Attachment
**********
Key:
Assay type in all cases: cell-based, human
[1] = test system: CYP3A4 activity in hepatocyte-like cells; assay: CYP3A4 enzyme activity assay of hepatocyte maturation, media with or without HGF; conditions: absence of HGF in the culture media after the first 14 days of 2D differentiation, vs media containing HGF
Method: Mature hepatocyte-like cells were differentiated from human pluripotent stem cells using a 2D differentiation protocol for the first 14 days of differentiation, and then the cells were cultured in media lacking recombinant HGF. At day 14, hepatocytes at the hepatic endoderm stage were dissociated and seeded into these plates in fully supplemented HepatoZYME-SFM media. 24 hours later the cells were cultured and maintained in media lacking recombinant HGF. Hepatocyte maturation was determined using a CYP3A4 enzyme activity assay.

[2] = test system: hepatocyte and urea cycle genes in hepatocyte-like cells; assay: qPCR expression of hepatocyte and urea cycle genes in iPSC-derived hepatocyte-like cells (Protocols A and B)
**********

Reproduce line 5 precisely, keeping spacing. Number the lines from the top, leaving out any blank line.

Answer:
[2] = test system: hepatocyte and urea cycle genes in hepatocyte-like cells; assay: qPCR expression of hepatocyte and urea cycle genes in iPSC-derived hepatocyte-like cells (Protocols A and B)